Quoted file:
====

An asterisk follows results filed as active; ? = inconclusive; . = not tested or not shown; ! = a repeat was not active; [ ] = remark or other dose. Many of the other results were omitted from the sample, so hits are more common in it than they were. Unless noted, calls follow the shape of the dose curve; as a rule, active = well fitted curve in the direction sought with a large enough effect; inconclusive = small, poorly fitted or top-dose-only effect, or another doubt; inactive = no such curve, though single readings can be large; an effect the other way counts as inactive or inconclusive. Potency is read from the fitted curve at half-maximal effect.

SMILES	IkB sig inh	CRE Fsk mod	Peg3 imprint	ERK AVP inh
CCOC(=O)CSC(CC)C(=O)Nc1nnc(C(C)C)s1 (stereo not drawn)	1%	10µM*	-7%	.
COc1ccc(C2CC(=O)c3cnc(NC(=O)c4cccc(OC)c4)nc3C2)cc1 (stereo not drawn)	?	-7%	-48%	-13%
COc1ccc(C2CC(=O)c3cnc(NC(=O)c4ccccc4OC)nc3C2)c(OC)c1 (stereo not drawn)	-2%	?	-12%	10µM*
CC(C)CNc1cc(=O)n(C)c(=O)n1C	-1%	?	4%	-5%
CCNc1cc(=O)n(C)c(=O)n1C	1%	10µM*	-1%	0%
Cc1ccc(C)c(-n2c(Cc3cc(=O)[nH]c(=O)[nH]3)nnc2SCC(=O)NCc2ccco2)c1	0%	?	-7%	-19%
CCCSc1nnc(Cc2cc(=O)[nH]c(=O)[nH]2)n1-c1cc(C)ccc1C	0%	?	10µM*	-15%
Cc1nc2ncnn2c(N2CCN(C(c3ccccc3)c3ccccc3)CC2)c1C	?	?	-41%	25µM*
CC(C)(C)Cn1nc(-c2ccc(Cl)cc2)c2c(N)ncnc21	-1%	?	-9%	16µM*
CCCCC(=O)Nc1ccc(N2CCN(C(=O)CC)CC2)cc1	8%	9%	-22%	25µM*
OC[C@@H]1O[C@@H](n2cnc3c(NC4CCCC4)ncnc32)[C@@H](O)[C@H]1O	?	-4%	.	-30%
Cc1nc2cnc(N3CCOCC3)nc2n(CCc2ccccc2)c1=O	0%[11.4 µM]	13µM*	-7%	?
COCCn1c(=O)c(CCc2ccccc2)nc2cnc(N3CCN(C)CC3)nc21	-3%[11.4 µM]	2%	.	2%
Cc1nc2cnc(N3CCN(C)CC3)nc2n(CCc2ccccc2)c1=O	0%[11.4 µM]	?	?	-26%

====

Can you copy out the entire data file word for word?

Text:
An asterisk follows results filed as active; ? = inconclusive; . = not tested or not shown; ! = a repeat was not active; [ ] = remark or other dose. Many of the other results were omitted from the sample, so hits are more common in it than they were. Unless noted, calls follow the shape of the dose curve; as a rule, active = well fitted curve in the direction sought with a large enough effect; inconclusive = small, poorly fitted or top-dose-only effect, or another doubt; inactive = no such curve, though single readings can be large; an effect the other way counts as inactive or inconclusive. Potency is read from the fitted curve at half-maximal effect.

SMILES	IkB sig inh	CRE Fsk mod	Peg3 imprint	ERK AVP inh
CCOC(=O)CSC(CC)C(=O)Nc1nnc(C(C)C)s1 (stereo not drawn)	1%	10µM*	-7%	.
COc1ccc(C2CC(=O)c3cnc(NC(=O)c4cccc(OC)c4)nc3C2)cc1 (stereo not drawn)	?	-7%	-48%	-13%
COc1ccc(C2CC(=O)c3cnc(NC(=O)c4ccccc4OC)nc3C2)c(OC)c1 (stereo not drawn)	-2%	?	-12%	10µM*
CC(C)CNc1cc(=O)n(C)c(=O)n1C	-1%	?	4%	-5%
CCNc1cc(=O)n(C)c(=O)n1C	1%	10µM*	-1%	0%
Cc1ccc(C)c(-n2c(Cc3cc(=O)[nH]c(=O)[nH]3)nnc2SCC(=O)NCc2ccco2)c1	0%	?	-7%	-19%
CCCSc1nnc(Cc2cc(=O)[nH]c(=O)[nH]2)n1-c1cc(C)ccc1C	0%	?	10µM*	-15%
Cc1nc2ncnn2c(N2CCN(C(c3ccccc3)c3ccccc3)CC2)c1C	?	?	-41%	25µM*
CC(C)(C)Cn1nc(-c2ccc(Cl)cc2)c2c(N)ncnc21	-1%	?	-9%	16µM*
CCCCC(=O)Nc1ccc(N2CCN(C(=O)CC)CC2)cc1	8%	9%	-22%	25µM*
OC[C@@H]1O[C@@H](n2cnc3c(NC4CCCC4)ncnc32)[C@@H](O)[C@H]1O	?	-4%	.	-30%
Cc1nc2cnc(N3CCOCC3)nc2n(CCc2ccccc2)c1=O	0%[11.4 µM]	13µM*	-7%	?
COCCn1c(=O)c(CCc2ccccc2)nc2cnc(N3CCN(C)CC3)nc21	-3%[11.4 µM]	2%	.	2%
Cc1nc2cnc(N3CCN(C)CC3)nc2n(CCc2ccccc2)c1=O	0%[11.4 µM]	?	?	-26%